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This route is roughly 25% trail, 50% bushwhack, and 25% road hike. The bushwhack section is difficult and strenuous.
Hiking Trail Description
Thinking about this bushwhack hike made me nervous. Thinking about doing it in April, in the snow, made me anxious. Finishing it made me happy.
The train begins at a small roadside parking area on Spruceton. This is the very end of the Devil’s Path. After a steep ¼ mile, the route becomes a fairly flat and extremely pleasant woods walk. You pass through varied forest stands, new and old, and dozens of dramatic moss-covered boulders are scattered among the trees. I’ve used this section of trail a few times since and I always love it.
At the signposts that point east, up to West Kill, I left the trail, hiking directly west, and rock-hopped across the swampy terrain toward North Dome. (Some people prefer to cross the stream and begin their bushwhack a little earlier in the hike.)
On the way up North Dome’s eastern flank, I counted at least eight ledge systems. In April, my hike began on dry leaves but quickly became a tramp through wet snow. Then deep wet snow. Then snow and hard ice.
The first ledges were quite easy. After that, they got trickier. Much trickier. The 6th ledge was enormous. I couldn’t see a way around it. I tracked north along its base until I found a way through.
After this, between the 7th and 8th ledges, there were some very step sections. I had to haul myself up on hands and knees, lurching between tree trunks, to edge myself up toward the lookout above the final ledge. I imagine there’s a better route.
On the way up, I followed prints through the snow where I could. But I also lost the trail several times. From the base of the mountain to the ledge at 3400’ took about 90 mins.
Ten minutes after the final ledge, hiking west across easy flats, I made it to the summit.
Canisters & Markers
At North Dome there’s a large rock to sit on with an embedded geodetic survey marker that’s stamped “NORTH DOME 1940”. A good spot for a well-earned lunch.
I learned later that, as on Kaaterskill High Peak, there’s actually a second marker on North Dome’s summit. I only found the first one but I hear they’re about 10 meters from one another—the one that’s farther from the summit has an arrow that points back to the one that’s closer.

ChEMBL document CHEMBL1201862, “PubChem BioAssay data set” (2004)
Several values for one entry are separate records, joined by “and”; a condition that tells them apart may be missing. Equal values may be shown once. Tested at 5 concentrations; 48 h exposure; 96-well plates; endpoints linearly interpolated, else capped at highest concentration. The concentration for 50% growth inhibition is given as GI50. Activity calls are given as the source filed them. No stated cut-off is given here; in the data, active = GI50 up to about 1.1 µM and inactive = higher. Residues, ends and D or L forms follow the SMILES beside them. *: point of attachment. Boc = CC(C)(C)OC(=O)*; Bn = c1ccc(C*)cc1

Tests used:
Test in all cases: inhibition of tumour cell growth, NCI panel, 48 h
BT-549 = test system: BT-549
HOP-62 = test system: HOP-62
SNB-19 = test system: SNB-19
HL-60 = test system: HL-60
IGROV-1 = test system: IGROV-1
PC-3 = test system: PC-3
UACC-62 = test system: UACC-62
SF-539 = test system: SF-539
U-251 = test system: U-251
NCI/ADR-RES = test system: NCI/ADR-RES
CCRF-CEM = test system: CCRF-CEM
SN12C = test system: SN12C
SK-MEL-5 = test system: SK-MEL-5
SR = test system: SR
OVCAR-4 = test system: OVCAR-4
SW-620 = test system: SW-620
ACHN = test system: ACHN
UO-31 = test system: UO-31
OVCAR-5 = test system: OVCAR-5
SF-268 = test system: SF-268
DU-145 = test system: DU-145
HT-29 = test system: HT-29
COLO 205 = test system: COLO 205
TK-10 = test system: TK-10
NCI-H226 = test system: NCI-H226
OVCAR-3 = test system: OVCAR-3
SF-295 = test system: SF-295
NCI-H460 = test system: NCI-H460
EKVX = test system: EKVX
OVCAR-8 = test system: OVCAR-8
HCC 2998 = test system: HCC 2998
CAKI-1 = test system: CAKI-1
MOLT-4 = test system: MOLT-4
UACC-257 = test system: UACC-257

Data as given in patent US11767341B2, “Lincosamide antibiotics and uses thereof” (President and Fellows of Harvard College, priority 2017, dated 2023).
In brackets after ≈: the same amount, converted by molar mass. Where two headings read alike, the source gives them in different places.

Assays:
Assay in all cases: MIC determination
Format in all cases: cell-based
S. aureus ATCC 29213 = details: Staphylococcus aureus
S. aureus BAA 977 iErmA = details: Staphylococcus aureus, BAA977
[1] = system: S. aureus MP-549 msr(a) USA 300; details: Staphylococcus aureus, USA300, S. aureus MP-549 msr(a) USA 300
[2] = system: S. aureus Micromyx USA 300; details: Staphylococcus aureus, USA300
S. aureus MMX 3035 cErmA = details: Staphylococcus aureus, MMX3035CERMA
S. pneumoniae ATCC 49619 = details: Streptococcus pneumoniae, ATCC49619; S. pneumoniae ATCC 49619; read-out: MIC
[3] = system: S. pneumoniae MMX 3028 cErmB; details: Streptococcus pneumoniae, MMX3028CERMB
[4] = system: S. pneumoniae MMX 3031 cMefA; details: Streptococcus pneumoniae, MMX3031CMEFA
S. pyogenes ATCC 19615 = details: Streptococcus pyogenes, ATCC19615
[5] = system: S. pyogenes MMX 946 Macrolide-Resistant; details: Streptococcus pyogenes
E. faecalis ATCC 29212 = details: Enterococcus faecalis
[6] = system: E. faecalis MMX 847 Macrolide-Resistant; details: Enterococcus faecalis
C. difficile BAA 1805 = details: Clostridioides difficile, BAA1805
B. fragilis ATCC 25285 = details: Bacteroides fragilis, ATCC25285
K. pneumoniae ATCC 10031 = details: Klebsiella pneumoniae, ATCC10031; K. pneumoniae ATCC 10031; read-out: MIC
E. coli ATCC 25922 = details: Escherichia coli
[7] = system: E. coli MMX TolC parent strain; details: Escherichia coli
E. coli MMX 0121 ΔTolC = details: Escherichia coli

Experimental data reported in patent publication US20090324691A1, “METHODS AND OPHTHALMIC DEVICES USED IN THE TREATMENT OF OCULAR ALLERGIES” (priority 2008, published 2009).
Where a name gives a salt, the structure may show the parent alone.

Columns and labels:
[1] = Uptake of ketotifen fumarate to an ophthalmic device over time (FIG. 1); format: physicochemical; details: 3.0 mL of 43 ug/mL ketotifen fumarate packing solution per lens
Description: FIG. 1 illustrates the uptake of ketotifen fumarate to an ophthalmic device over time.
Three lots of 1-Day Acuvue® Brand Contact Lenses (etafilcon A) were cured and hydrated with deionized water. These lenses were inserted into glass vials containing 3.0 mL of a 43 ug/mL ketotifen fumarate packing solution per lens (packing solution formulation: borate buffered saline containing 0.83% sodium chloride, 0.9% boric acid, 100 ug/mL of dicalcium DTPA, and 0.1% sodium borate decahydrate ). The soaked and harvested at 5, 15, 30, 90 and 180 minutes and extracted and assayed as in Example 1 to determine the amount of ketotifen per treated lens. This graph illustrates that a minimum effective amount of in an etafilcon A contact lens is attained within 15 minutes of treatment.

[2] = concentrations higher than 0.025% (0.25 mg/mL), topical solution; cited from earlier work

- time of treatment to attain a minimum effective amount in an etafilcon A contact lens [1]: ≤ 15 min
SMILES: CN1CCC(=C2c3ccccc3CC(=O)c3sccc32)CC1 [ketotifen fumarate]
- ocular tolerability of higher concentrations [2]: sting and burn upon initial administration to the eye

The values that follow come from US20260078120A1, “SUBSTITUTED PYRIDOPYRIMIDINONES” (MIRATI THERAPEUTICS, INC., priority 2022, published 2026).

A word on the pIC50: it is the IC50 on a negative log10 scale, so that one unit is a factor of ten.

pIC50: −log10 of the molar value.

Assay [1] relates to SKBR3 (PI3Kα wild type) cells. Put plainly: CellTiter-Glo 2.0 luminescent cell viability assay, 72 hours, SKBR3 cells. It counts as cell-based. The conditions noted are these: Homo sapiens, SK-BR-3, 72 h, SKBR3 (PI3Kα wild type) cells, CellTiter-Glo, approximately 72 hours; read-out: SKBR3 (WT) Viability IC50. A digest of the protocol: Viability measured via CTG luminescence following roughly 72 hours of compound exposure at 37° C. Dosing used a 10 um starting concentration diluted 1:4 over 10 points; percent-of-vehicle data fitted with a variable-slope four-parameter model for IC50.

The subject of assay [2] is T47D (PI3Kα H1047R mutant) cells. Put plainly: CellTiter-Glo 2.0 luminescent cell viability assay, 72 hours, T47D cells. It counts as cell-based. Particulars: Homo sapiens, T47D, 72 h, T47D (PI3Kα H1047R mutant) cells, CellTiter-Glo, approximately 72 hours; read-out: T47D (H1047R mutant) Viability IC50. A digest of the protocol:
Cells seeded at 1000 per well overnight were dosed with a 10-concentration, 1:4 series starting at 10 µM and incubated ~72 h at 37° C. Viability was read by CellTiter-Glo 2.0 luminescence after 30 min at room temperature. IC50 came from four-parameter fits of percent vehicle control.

North Dome to Mount Sherrill
From North Dome, Sherrill’s peak is about 1¾ miles of pretty tough bushwhacking. I got off my planned route and veered north, but then picked up some bear prints in the snow. Those were fun to follow for a minute—until I realized, “Maybe, I shouldn’t be following… bear prints!”
The brush is very thick northwest of North Dome’s summit. I hear it’s thinner on the south-western side, so that may be a smarter way to head to Sherrill.
Down in the col, looking up at the next summit, I was tired and wondered if I had another 550’ of elevation in my legs. Cols bring out the doubt in me. But the climb was not as steep as the climb up North Dome. There were some ledges but nothing as memorable as earlier in the day. After 40 minutes, I made it to the second canister.
Sherrill’s canister is a little to the southeast of the true summit which itself, IIRC, is marked with a boulder.
The Hike Out
From Sherrill’s summit down to the road is about 2½ miles. I followed the ridge for a while, then found some bear poop and once again veered off my intended route.
After correcting, I made my way down toward the river and crossed Bennet Brook right before it empties into the West Kill. I wasn’t expecting to find a really nice waterfall and it gave me a real boost after the slog down from the summit.
I crossed the bridge and hiked another two miles back to my car. I didn’t mind the road walk. After a hike like that, the asphalt felt like carpet.
The parent mountain for this hike is North Dome.
If you do this hike, let me know how it went in the comments below. Your feedback makes this site better.
Trailhead Info for this Hike
Google Maps Location: 42.192116, -74.324233
The map below shows the exact topographic location of the trailhead